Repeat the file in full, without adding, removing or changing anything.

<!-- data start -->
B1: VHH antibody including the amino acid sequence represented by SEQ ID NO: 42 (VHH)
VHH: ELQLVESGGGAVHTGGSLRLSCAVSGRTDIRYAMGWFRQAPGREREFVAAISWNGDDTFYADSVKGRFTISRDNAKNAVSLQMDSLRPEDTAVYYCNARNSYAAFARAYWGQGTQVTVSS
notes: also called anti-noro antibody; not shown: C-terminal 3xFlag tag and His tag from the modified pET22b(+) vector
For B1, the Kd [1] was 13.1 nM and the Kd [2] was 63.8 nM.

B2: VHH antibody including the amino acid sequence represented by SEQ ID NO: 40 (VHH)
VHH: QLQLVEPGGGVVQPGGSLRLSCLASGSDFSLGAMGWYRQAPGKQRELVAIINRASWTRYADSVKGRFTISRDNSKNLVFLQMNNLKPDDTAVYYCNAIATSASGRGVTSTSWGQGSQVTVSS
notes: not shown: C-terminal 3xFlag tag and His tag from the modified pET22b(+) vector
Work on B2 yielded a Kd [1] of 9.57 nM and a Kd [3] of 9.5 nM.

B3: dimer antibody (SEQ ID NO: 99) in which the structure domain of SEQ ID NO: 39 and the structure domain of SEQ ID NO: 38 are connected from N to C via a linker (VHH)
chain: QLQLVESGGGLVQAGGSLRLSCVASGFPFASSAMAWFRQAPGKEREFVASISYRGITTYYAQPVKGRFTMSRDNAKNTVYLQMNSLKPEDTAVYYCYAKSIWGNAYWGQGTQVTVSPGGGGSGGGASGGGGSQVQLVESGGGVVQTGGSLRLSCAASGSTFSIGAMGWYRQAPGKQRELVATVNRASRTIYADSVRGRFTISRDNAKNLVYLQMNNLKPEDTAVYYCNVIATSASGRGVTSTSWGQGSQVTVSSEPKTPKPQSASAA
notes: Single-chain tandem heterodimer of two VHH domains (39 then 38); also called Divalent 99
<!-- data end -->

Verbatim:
B1: VHH antibody including the amino acid sequence represented by SEQ ID NO: 42 (VHH)
VHH: ELQLVESGGGAVHTGGSLRLSCAVSGRTDIRYAMGWFRQAPGREREFVAAISWNGDDTFYADSVKGRFTISRDNAKNAVSLQMDSLRPEDTAVYYCNARNSYAAFARAYWGQGTQVTVSS
notes: also called anti-noro antibody; not shown: C-terminal 3xFlag tag and His tag from the modified pET22b(+) vector
For B1, the Kd [1] was 13.1 nM and the Kd [2] was 63.8 nM.

B2: VHH antibody including the amino acid sequence represented by SEQ ID NO: 40 (VHH)
VHH: QLQLVEPGGGVVQPGGSLRLSCLASGSDFSLGAMGWYRQAPGKQRELVAIINRASWTRYADSVKGRFTISRDNSKNLVFLQMNNLKPDDTAVYYCNAIATSASGRGVTSTSWGQGSQVTVSS
notes: not shown: C-terminal 3xFlag tag and His tag from the modified pET22b(+) vector
Work on B2 yielded a Kd [1] of 9.57 nM and a Kd [3] of 9.5 nM.

B3: dimer antibody (SEQ ID NO: 99) in which the structure domain of SEQ ID NO: 39 and the structure domain of SEQ ID NO: 38 are connected from N to C via a linker (VHH)
chain: QLQLVESGGGLVQAGGSLRLSCVASGFPFASSAMAWFRQAPGKEREFVASISYRGITTYYAQPVKGRFTMSRDNAKNTVYLQMNSLKPEDTAVYYCYAKSIWGNAYWGQGTQVTVSPGGGGSGGGASGGGGSQVQLVESGGGVVQTGGSLRLSCAASGSTFSIGAMGWYRQAPGKQRELVATVNRASRTIYADSVRGRFTISRDNAKNLVYLQMNNLKPEDTAVYYCNVIATSASGRGVTSTSWGQGSQVTVSSEPKTPKPQSASAA
notes: Single-chain tandem heterodimer of two VHH domains (39 then 38); also called Divalent 99